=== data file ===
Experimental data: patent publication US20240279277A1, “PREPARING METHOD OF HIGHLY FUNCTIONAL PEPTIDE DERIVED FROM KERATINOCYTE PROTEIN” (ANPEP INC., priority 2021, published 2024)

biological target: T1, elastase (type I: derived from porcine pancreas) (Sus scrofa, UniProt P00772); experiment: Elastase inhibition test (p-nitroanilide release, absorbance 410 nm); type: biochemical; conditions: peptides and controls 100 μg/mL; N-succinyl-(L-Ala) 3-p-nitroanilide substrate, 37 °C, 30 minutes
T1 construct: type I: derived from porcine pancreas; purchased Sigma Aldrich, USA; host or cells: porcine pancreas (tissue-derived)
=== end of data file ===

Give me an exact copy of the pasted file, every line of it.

Experimental data: patent publication US20240279277A1, “PREPARING METHOD OF HIGHLY FUNCTIONAL PEPTIDE DERIVED FROM KERATINOCYTE PROTEIN” (ANPEP INC., priority 2021, published 2024)

biological target: T1, elastase (type I: derived from porcine pancreas) (Sus scrofa, UniProt P00772); experiment: Elastase inhibition test (p-nitroanilide release, absorbance 410 nm); type: biochemical; conditions: peptides and controls 100 μg/mL; N-succinyl-(L-Ala) 3-p-nitroanilide substrate, 37 °C, 30 minutes
T1 construct: type I: derived from porcine pancreas; purchased Sigma Aldrich, USA; host or cells: porcine pancreas (tissue-derived)